“Change out the bandages twice a day for the first few days.” Then the bottle is held up. “Antibiotics. Since we can't clean out the wound as thoroughly, there might be shit in there still. I want you to promise me you'll take these.”
As Aleksander dresses, slowly, with the help of Pavel, he is silent. The only exchange was when the younger youth leans in to whisper something to the taller Tauran, prompting a furrowed brow in return and also a nod of understanding. As for Yelena’s accommodating manner in offering the guest shower, he shakes his head, “Thank you but I will have to decline. It is better if I leave as soon as I can, they don’t know I am here but they are casting a wide net tonight.” Luckily for the group here, they probably don’t realize that Davydov was actually shot and needed emergency medical attention.
When the plastic bag of medical supplies is offered, Pavel accepts it quickly before Aleksander could even reject the offer, causing the taller man to give the younger a look, but there is no reprimand there. Finally, he looks back to Yelena and inclines his head appreciatively, “Thank you, Yelena. I promise I will take the antibiotics and will change the bandaging accordingly. It won’t do my family any good if I handicap myself unnecessarily.”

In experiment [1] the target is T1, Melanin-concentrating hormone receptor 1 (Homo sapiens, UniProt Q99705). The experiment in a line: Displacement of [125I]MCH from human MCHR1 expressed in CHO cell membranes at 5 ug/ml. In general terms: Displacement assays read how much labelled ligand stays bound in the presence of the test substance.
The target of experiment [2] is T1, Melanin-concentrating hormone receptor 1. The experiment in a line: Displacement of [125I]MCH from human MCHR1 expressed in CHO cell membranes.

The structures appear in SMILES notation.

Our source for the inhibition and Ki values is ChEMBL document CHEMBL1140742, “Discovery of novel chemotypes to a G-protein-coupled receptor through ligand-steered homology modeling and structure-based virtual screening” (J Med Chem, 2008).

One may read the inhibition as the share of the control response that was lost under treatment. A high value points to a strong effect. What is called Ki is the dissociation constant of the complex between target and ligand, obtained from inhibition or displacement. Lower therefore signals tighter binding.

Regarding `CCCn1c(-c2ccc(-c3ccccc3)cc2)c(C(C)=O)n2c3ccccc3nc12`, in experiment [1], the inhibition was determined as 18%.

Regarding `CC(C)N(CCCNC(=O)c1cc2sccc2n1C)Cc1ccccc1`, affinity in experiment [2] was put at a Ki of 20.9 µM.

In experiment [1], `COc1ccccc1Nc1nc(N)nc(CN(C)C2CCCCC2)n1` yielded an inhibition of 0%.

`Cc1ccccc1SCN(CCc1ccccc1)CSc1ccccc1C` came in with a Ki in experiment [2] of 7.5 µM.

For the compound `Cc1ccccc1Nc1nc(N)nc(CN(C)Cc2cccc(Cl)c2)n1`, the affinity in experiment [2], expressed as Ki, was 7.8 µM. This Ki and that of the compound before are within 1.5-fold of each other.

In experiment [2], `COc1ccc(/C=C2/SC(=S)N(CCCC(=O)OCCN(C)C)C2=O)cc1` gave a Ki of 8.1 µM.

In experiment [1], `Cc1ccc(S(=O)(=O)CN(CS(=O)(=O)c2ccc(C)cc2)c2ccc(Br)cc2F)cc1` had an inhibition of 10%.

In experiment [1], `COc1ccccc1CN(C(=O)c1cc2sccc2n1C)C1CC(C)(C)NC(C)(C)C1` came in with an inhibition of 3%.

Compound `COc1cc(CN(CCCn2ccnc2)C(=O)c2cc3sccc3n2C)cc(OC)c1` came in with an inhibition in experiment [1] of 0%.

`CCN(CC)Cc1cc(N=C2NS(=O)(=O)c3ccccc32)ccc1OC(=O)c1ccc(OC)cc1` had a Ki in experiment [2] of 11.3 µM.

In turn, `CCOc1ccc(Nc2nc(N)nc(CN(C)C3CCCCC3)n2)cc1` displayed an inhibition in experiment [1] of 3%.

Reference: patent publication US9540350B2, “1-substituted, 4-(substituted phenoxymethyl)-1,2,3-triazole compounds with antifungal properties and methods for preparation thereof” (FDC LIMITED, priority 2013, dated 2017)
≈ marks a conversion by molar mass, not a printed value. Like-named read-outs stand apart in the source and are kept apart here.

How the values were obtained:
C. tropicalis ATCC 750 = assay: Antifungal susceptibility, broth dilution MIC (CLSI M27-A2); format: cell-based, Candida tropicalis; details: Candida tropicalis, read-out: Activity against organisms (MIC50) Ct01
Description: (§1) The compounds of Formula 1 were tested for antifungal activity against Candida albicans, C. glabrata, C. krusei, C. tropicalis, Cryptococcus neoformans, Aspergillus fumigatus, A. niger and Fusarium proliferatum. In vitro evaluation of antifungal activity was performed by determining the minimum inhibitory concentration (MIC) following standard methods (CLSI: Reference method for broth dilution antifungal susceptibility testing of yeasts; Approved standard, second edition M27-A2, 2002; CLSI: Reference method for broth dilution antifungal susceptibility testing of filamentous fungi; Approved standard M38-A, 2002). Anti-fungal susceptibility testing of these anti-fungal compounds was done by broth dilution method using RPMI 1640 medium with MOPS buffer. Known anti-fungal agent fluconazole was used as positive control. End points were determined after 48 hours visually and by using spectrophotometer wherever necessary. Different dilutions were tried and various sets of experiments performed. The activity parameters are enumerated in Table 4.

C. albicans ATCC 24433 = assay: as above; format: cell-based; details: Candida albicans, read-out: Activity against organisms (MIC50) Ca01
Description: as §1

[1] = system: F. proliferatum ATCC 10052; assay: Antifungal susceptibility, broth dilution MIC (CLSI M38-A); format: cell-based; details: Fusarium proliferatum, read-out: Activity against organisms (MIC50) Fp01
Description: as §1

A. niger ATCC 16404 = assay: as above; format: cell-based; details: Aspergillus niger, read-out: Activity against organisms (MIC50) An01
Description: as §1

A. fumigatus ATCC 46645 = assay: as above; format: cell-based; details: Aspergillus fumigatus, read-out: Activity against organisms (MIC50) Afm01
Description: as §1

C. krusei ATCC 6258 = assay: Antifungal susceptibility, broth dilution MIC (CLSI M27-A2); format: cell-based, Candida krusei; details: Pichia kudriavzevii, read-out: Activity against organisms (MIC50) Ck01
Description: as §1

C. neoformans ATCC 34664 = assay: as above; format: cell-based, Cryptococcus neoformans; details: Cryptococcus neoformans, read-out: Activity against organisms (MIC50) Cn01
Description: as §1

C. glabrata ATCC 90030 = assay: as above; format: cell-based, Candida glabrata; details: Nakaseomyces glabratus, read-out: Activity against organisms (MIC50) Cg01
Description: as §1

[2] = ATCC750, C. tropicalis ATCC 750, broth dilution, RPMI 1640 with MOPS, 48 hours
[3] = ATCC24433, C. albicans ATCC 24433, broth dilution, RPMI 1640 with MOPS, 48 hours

With that, Aleksander is done dressing and looks almost good as new, except some blood stains on his cheek and chin which he will have to wash off later. Looking into the duffel bag, he gives Pavel a nod of approval but doesn’t pull anything out of it. When the younger of the two lifts the bag though, there is certainly sounds of solid items knocking up against each other, most likely an assortment of weapons so Davydov is armed again. “We will show ourselves out, and hopefully not see each other again.” Because if he is here again, then he would have frakked up a second time. “Good night.”